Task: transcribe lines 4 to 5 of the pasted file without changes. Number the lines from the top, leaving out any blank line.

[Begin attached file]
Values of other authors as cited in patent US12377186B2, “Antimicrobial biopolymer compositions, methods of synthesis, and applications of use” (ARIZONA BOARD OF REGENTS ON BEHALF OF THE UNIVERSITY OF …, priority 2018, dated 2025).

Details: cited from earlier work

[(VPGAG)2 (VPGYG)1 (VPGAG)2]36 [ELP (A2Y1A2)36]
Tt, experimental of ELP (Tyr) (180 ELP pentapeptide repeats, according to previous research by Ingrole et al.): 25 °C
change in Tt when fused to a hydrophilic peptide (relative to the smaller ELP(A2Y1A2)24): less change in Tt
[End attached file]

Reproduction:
Tt, experimental of ELP (Tyr) (180 ELP pentapeptide repeats, according to previous research by Ingrole et al.): 25 °C
change in Tt when fused to a hydrophilic peptide (relative to the smaller ELP(A2Y1A2)24): less change in Tt